July 10, 2017
What to Expect After the Break
The All-Star break gives us a few days off from the daily drumbeat of baseball, an opportunity to take stock of what’s happened so far and assess how the rest of the season is likely to play out. Can the surprising Brewers continue their improbable run, or will the disappointing Cubs finally come to life? Will the Astros and Dodgers give us the first pair of 100-win teams since 2004, and can they play deep into October? Will Mike Trout resume his MVP trajectory? Will Aaron Judge and Cody Bellinger lead their leagues in home runs as rookies? Will MLB come clean about the ball being juiced?
I have no idea. But I have compiled of list of things that are at least likely to occur.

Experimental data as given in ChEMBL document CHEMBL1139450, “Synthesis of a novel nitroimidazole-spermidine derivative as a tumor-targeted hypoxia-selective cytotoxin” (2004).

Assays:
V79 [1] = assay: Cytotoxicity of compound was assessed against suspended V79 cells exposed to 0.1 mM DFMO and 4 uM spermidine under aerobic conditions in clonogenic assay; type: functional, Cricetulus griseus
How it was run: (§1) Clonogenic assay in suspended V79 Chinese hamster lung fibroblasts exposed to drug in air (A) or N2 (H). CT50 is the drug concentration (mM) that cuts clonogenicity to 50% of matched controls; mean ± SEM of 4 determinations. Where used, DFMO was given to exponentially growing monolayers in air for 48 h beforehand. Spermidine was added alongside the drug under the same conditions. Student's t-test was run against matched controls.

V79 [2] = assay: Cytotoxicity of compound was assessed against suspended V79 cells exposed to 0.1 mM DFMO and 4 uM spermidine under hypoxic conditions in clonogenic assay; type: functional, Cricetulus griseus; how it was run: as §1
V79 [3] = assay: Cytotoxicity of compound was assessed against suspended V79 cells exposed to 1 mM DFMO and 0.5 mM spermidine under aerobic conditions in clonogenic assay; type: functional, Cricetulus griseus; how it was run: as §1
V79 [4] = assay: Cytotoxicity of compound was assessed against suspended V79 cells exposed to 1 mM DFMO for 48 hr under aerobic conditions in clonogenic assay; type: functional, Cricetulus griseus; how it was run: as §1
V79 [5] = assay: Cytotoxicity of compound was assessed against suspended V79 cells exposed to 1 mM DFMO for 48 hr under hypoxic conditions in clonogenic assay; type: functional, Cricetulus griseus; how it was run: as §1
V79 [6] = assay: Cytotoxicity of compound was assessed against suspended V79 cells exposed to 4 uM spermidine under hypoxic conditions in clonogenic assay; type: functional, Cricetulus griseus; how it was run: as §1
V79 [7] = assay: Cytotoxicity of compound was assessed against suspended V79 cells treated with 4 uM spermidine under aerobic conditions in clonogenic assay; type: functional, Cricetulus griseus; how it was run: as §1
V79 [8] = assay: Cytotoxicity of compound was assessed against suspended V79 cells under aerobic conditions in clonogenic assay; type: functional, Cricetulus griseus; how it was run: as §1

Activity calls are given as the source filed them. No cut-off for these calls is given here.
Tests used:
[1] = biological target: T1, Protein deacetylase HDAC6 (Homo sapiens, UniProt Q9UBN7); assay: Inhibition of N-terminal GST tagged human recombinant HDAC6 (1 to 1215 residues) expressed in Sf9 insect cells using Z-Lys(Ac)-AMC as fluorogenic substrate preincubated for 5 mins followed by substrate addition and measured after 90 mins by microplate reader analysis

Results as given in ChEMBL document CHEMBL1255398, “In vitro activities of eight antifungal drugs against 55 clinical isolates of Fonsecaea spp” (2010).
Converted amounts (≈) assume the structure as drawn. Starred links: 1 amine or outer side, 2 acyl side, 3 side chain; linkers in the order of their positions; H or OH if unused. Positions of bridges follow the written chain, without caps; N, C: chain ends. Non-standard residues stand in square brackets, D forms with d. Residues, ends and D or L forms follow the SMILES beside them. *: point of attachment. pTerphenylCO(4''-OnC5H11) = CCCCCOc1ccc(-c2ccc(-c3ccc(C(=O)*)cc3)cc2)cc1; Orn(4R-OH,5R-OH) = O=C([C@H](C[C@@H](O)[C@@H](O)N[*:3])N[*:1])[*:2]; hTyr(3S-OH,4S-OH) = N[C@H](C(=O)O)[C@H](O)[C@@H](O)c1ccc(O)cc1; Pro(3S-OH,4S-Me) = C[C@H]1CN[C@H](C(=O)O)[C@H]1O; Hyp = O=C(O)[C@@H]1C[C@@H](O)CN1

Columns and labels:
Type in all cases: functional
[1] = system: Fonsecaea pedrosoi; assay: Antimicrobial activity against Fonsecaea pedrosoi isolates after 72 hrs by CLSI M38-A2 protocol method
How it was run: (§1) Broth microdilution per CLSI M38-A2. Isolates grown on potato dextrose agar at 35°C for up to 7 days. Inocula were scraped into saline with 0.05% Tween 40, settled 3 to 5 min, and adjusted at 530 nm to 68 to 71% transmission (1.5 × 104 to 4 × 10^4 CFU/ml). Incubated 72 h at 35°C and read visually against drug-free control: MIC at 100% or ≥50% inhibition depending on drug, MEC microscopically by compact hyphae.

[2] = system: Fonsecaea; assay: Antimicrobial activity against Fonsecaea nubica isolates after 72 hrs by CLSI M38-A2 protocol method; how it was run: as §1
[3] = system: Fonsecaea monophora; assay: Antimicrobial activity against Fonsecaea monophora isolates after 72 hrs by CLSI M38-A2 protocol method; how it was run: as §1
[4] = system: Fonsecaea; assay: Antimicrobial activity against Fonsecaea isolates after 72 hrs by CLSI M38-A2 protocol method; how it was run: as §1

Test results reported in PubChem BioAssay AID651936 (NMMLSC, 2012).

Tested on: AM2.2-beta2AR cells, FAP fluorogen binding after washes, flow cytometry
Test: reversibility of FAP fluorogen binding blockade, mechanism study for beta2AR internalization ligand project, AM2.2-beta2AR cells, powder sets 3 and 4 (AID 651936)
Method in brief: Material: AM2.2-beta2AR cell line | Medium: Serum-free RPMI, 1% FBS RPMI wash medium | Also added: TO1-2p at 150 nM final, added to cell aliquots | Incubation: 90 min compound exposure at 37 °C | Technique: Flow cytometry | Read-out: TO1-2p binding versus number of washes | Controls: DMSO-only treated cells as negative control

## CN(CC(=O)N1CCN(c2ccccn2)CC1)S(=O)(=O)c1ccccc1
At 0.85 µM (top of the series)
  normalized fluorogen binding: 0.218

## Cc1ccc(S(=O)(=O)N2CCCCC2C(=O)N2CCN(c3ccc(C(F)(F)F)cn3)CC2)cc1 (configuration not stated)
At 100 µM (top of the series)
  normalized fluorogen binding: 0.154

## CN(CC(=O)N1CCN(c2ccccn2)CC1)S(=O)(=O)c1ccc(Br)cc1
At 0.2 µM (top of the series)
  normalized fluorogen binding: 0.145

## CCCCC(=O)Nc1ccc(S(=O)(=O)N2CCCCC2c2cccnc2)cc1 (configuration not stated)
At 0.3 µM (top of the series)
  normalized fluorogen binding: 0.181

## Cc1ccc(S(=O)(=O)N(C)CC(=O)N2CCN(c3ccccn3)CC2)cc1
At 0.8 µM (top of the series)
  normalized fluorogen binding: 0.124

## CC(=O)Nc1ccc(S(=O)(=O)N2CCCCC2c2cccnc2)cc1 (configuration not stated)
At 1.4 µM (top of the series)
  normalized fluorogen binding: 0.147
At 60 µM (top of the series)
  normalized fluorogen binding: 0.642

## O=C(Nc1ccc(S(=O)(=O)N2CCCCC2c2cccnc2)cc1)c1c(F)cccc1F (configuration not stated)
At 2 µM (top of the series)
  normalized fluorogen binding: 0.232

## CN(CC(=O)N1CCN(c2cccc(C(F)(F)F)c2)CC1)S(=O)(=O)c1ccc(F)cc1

Here’s what I did. Using the Baseball-Reference Play Index Split Finder, I looked at the first- and second-half splits for every team in every season since the 30-team era began in 1998. That gave me 19 seasons of data for the majors as a whole, and 570 team seasons. Then I looked for disparities between the first and second halves of the season (with "half" defined as before and after the All-Star break). For example, in 10 of the 19 seasons (53 percent), the batting average was higher in the second half of the season than in the first, and this was true for 293 of the 570 teams (51 percent). I looked for metrics that were noticeably different between the two halves.